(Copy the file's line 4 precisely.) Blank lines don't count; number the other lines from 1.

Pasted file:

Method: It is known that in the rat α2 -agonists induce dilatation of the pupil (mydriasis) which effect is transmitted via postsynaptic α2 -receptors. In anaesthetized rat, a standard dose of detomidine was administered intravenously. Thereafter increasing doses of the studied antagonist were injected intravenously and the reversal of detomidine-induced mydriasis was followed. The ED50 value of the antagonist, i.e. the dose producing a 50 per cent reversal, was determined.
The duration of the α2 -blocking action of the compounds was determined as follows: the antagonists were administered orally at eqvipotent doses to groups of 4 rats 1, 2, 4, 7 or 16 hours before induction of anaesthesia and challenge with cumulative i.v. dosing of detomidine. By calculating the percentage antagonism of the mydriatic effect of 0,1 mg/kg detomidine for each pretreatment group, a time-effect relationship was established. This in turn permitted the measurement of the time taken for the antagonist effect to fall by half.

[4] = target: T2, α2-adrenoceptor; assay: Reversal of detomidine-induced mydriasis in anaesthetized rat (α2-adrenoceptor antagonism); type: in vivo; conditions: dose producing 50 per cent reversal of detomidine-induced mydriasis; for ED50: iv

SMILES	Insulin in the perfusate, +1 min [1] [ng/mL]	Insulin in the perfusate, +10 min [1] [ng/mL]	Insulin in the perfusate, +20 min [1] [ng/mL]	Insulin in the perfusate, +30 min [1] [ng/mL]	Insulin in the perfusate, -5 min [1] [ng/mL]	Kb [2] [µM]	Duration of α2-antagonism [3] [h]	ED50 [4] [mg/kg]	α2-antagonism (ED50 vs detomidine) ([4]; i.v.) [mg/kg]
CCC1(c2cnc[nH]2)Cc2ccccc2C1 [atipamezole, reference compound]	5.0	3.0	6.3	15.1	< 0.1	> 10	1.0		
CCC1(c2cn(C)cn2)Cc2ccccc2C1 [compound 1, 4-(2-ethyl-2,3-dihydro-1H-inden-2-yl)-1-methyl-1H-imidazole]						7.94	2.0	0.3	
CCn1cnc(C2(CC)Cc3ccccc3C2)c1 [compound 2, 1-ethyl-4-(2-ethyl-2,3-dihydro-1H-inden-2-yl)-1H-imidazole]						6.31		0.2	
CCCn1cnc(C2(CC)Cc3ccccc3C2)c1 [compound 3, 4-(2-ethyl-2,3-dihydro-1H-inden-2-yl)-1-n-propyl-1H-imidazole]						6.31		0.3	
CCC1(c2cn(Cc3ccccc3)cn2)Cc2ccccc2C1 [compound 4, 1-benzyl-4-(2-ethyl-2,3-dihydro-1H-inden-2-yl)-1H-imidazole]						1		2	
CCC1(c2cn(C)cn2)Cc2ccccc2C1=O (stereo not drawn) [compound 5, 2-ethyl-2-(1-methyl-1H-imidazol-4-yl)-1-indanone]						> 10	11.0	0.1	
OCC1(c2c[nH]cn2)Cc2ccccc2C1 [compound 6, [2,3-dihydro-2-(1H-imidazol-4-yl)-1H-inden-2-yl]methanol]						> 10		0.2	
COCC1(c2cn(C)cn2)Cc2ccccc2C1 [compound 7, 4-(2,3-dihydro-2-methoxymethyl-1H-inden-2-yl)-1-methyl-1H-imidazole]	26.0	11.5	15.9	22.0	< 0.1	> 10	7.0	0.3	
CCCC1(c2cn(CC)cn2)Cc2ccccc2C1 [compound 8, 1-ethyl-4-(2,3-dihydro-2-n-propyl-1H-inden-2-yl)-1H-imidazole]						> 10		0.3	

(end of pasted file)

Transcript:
SMILES	Insulin in the perfusate, +1 min [1] [ng/mL]	Insulin in the perfusate, +10 min [1] [ng/mL]	Insulin in the perfusate, +20 min [1] [ng/mL]	Insulin in the perfusate, +30 min [1] [ng/mL]	Insulin in the perfusate, -5 min [1] [ng/mL]	Kb [2] [µM]	Duration of α2-antagonism [3] [h]	ED50 [4] [mg/kg]	α2-antagonism (ED50 vs detomidine) ([4]; i.v.) [mg/kg]